"DUMFRIES, the assize, sessions, and county town of the county of Dumfries, Scotland. It is situated on a slight elevation on the E. bank of the Nith, about 9 miles above its junction with the Solway Firth, 33 miles N.W. of Carlisle, 60 S.E. of Ayr, and some 70 miles distant from Edinburgh and Glasgow. It is the metropolis of the S.W. of Scotland, and is a place of great antiquity, elegance, and importance, being a royal burgh, bonding port, and the seat of a presbytery and of a synod. The town is built of a dark-coloured freestone, and pleases the eye by the picturesque manner in which the houses are located along the river. The suburb of Maxwelltown on the W., or Kirkcudbright side of the river, appears to the eye to be part of Dumfries, and adds to the features of the latter town. Two bridges connect these two towns, but only the more northern, built in 1794, is available for carriages. The older, consisting of six arches, was built in the 13th century. The streets are clean, well paved, and lighted with gas. Among the principal buildings are the county gaol, built in 1807; the county court house, which was originally the tabernacle, built by the Haldanes during their missionary operations in Scotland; the town council chamber, in the middle of the High-street, and surmounted by the mid-steeple, built by Inigo Jones. In the middle of Queensberry-square, in which the weekly market is held, there is a Doric column, erected in 1780, to the memory of Charles Duke of Queensberry. Opposite the council chamber is the trades' hall. There are assembly-rooms and a high school. The Crichton Royal Institution is a large and handsome asylum, founded by the bequest of upwards of £100,000 by the late Dr. Crichton of Friars' Curse. The Dumfries and Galloway Royal Infirmary, founded in 1776, and maintained by contributions of various sorts from the counties of Dumfries, Kirkcudbright, and Wigton, is a commodious structure, and has greatly benefited the district. The Commercial Inn, on the S. side of the High-street, was the head-quarters of Prince Charles Edward Stuart in December, 1745, on his retreat from England. The poet Burns died in a house of two stories in Burns-street, in 1796. It was purchased in 1850 by his son, Lieut.Col. William Burns. The remains of the poet repose under a splendid mausoleum, erected in 1815 in the cemetery adjoining the old parish church. That church, dedicated to St. Michael, and surmounted by a lofty spire, was built in 1745, and is situated at the S.E. end of the town. It is the most interesting ecclesiastical structure in Dumfries. The New church, built in 1727, is a fine edifice, surmounted by a spire, and is very conspicuous, as it occupies the northern extremity of the High-street. The quoad sacra parish church of St. Mary's is a fine building, with a spire supported by flying buttresses. Among the other ecclesiastical buildings in the burgh may be mentioned the Episcopalian chapel, the United Presbyterian church in Buccleuch-street, the Free church, and also the Reformed Presbyterian, the Independent, and the Roman Catholic places of worship. There are many social, literary, educational, and religious institutions in the town. There are three weekly newspapers: the Courier, published on Tuesday, the Standard on Wednesday, and the Herald on Friday. Some of the meetings of the Royal Caledonian Hunt are held here, and there are annual races every autumn at Tinwald Downs. The part of Dumfries which extends from Sarkfoot to Kirkandrewsburn was, prior to 1834, greatly improved by the removal of obstructions and the erection of quays at various points, at an expense of about £20,000. Its trade is chiefly coasting, the principal imports being iron, coal, timber, slate, wire, hemp, and tallow, and its exports live stock, wheat, barley, oats, potatoes, wool, and freestone. There are markets every Wednesday and Friday, the former being by far the larger. Great numbers of cattle and pigs are disposed of weekly, and also large quantities of pork from December to May. Large annual fairs for the sale of black cattle are held at Whitsunday and Martinmas, and in October and February for horses. The chief market is held in September, when great numbers of cattle change hands. During the droving season large sales of cattle for England are privately effected. Some 500 horses are disposed of at each of the horse fairs, and at that held in February some 30,000 or 40,000 hare skins are sold. Among the manufactures may be mentioned hats, hosiery, shoes and clogs, or wooden-soled shoes, brewing, tanning, and basket making. The facilities of communication in all directions are great, the Glasgow and South-Western railway affording the chief. Dumfries is a very ancient royal burgh, and is governed by a provost, 3 bailies, a dean of guild, a treasurer, and 19 councillors. The incorporated trades are the hammermen, squaremen, weavers, tailors, shoemakers, skinners, and butchers, who formerly had great influence in the town council. The yearly revenue of the burgh is about £1,400. It unites with Annan, Lochmaben, Sanquhar, and Kirkcudbright in sending a member to parliament, and Maxwelltown is included in its parliamentary boundaries. Besides its quarter sessions, the circuit justiciary court for the southern districts of Scotland is held here, and also the sheriff and small debt courts. Population of the parliamentary burgh in 1851, 13,166; in 1861, 14,024. Dumfries appears to have existed as early as the 8th century. Its name, which signifies in Gaelic a hill covered with brushwood, probably points to its originally having been a fortress occupying the site of the castle which formerly stood at the north end of the High-street. In 1305 Robert Bruce slew, before the altar of the chapel of the monastery of Grey Friars of Dumfries, the Red Comyn, who opposed his claims to the throne, which he afterwards made good by the decisive battle of Bannockburn. The castle was taken by Edward I. after he had dethroned John Baliol, and was twice retaken by Bruce. During the troubles of the 17th and 18th centuries this town shared largely in the disasters which overspread the country. In 1745 the Pretender treated this burgh very severely, in consequence of the citizens having cut off part of his baggage at Lockerby. Dumfries gave, in 1633, the title of Earl in the Scottish peerage to the ancient family of Crichton of Sanquhar. After passing to a member of the family of Dalrymple and son of the first Earl of Stair, it subsequently fell to John Stuart, eldest son of the Marquis of Bute, in which family it still remains, the present proprietor having by royal licence taken the name of Crichton."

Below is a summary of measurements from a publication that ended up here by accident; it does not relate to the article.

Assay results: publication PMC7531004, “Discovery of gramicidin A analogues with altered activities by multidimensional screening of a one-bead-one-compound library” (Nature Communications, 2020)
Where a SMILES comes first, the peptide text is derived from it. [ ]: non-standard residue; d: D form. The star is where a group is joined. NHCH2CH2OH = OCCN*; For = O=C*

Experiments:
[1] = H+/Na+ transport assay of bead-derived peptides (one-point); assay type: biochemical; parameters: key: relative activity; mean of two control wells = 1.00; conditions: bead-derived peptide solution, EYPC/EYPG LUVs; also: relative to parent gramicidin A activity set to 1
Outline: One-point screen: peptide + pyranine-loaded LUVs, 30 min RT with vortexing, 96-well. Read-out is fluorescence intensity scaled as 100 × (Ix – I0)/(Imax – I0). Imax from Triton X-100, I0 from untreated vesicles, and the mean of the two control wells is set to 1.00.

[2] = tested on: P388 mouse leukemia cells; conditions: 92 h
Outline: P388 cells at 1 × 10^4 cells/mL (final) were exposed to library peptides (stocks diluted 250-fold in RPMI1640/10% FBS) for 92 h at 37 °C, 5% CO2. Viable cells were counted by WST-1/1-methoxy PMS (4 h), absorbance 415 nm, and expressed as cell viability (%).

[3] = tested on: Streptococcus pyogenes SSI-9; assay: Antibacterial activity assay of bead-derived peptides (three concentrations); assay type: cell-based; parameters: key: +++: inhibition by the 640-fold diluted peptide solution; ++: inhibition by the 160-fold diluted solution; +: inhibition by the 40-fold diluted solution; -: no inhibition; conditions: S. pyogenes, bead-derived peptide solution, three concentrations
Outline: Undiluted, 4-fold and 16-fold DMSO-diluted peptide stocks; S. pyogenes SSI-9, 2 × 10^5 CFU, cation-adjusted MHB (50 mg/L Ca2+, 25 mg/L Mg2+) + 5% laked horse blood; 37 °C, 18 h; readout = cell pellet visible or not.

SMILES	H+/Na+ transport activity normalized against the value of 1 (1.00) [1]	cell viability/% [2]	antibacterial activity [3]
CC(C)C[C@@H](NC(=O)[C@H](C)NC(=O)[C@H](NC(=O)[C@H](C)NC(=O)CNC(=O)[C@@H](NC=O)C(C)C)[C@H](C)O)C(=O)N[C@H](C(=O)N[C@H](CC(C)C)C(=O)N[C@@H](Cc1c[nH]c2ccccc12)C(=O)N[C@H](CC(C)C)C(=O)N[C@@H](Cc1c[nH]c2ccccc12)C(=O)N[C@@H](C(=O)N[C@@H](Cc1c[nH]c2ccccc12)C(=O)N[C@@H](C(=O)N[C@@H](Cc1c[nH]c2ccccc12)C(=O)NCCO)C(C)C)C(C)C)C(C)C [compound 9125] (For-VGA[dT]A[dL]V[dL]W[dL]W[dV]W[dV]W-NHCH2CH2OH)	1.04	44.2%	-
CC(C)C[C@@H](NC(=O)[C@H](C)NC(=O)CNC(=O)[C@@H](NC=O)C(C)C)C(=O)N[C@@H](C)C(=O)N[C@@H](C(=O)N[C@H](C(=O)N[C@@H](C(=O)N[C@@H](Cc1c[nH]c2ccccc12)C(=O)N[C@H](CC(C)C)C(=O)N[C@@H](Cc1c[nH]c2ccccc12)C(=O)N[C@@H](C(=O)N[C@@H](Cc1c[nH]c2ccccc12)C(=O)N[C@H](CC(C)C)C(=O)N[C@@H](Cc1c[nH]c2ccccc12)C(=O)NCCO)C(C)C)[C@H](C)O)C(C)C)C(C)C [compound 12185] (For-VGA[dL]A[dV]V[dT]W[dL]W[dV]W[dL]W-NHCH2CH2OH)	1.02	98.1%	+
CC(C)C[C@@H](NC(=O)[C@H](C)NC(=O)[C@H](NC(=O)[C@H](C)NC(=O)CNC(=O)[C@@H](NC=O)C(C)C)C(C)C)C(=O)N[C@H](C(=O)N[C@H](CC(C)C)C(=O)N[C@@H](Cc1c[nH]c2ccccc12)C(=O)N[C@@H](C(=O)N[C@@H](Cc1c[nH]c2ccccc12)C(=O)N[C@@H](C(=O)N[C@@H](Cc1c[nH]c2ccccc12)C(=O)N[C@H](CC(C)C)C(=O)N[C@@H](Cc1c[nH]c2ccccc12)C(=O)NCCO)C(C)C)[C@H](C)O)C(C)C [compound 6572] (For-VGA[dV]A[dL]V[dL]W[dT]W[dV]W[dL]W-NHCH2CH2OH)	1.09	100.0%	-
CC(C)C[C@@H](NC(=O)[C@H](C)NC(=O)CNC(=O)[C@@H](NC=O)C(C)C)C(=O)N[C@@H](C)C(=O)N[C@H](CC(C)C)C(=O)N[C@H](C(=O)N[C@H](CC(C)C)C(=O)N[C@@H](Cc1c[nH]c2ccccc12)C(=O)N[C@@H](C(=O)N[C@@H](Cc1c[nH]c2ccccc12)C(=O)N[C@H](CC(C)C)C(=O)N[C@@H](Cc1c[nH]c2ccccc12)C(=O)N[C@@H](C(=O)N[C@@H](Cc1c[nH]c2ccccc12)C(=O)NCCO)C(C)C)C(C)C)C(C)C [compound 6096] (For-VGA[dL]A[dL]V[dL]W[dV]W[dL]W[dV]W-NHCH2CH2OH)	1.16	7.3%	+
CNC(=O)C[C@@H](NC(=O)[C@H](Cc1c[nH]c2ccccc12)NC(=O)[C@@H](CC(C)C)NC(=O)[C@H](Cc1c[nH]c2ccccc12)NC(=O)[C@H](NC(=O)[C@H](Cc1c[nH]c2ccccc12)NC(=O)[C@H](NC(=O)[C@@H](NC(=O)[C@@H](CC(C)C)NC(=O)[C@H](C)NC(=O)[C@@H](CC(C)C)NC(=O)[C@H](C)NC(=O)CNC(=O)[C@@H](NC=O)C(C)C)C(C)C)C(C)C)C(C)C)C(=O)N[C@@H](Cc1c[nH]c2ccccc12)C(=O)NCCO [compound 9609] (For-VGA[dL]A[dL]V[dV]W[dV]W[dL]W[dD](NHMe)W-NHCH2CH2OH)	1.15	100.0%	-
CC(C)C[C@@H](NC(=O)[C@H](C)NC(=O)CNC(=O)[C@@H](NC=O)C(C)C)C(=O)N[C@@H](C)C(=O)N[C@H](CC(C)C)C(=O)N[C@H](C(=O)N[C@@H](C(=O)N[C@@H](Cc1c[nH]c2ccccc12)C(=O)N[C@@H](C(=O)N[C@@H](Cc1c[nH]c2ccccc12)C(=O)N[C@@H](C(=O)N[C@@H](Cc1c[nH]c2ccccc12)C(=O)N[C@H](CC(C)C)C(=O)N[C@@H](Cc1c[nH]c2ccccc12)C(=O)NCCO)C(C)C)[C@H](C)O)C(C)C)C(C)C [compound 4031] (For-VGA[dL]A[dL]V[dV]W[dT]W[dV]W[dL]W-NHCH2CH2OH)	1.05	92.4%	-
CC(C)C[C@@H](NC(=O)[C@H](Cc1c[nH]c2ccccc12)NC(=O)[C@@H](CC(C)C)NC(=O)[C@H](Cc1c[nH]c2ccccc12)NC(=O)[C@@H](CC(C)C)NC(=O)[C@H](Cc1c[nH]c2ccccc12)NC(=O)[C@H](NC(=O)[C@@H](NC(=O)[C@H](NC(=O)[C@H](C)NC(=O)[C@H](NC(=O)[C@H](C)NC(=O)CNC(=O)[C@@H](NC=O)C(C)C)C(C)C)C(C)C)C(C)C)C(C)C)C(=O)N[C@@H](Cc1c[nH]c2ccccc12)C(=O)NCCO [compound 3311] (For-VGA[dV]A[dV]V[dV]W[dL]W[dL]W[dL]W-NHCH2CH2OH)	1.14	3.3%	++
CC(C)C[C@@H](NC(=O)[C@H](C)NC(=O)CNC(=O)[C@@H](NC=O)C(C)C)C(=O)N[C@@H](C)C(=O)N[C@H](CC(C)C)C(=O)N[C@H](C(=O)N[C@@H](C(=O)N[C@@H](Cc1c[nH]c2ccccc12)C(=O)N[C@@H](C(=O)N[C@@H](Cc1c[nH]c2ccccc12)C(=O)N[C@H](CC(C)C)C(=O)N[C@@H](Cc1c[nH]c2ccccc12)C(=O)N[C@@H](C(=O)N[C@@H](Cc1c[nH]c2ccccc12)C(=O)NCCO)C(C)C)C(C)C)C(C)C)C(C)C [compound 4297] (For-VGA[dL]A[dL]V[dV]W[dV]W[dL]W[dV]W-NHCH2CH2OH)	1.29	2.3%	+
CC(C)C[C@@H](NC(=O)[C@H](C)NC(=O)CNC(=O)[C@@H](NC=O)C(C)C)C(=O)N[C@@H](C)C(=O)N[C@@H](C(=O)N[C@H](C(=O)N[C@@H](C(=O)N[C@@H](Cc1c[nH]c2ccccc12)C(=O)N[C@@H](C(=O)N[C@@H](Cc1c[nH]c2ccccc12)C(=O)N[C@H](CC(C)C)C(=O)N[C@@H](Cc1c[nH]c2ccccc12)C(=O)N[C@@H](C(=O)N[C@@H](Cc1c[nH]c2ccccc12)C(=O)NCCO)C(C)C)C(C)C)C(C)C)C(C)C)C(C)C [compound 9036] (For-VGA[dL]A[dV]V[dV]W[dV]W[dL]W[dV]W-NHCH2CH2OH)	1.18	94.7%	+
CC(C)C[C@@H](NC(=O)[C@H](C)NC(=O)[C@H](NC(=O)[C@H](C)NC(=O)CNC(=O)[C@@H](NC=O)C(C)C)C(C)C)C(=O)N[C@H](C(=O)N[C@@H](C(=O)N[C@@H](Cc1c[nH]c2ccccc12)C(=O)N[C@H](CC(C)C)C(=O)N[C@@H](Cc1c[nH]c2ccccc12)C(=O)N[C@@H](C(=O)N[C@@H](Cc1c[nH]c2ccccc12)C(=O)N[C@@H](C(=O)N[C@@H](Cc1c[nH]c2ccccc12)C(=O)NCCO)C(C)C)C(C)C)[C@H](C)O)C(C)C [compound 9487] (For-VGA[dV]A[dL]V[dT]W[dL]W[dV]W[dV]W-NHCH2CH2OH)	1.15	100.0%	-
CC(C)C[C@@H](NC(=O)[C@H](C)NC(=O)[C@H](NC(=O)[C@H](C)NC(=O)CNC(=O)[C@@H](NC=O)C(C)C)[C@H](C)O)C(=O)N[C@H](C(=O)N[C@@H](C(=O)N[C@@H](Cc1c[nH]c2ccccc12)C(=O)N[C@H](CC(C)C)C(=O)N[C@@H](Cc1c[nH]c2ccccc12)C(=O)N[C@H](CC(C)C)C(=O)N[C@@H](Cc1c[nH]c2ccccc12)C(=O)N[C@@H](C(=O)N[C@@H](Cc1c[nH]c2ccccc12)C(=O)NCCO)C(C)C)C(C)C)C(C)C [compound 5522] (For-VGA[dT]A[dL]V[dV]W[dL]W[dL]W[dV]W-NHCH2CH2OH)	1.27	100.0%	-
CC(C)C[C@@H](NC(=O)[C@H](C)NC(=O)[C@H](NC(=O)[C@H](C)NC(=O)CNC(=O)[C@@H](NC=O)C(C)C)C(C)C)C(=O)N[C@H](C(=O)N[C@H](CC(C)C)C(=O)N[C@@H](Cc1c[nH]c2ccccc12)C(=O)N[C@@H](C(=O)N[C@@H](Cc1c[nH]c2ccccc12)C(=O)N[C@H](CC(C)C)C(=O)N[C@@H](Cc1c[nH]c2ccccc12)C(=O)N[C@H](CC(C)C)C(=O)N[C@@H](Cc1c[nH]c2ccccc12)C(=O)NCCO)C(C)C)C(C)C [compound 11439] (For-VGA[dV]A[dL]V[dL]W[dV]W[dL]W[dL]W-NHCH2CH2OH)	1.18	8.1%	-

[Description(s) from The National Gazetteer of Great Britain and Ireland (1868)
Transcribed by Colin Hinson ©2003]